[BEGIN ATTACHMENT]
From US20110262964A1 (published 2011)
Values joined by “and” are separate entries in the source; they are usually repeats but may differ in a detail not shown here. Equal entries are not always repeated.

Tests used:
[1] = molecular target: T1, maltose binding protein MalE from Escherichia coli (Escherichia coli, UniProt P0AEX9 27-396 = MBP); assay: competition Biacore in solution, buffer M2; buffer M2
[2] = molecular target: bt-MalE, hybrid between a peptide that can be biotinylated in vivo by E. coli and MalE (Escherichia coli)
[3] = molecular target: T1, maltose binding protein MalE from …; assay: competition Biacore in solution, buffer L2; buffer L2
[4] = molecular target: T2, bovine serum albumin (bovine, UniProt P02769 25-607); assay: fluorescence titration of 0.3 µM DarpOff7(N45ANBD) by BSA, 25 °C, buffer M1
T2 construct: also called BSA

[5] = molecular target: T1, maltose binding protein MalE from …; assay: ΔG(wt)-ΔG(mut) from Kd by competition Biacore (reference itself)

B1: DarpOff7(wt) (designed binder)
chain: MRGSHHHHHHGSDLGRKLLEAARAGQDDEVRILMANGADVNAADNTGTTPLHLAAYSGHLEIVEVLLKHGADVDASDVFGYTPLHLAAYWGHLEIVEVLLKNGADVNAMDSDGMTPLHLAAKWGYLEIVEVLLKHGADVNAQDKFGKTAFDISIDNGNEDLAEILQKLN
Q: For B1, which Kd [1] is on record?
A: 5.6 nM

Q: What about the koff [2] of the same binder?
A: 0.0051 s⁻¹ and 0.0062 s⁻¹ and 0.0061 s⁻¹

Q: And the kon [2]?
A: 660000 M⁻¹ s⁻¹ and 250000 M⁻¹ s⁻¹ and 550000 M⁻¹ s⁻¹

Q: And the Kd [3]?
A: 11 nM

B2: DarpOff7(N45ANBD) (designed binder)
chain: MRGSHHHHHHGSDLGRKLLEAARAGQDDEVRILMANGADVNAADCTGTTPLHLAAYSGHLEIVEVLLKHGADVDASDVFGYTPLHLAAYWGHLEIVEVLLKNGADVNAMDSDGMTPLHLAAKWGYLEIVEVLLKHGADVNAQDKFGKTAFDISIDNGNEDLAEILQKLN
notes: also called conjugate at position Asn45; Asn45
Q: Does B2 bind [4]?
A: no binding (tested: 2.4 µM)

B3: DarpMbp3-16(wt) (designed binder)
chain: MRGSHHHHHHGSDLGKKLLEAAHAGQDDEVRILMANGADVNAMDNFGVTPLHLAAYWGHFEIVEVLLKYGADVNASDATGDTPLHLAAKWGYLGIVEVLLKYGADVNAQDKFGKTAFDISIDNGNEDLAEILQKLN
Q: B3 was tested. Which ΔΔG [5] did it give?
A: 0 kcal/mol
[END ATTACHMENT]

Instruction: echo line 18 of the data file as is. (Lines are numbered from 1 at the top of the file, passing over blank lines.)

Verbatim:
Q: And the Kd [3]?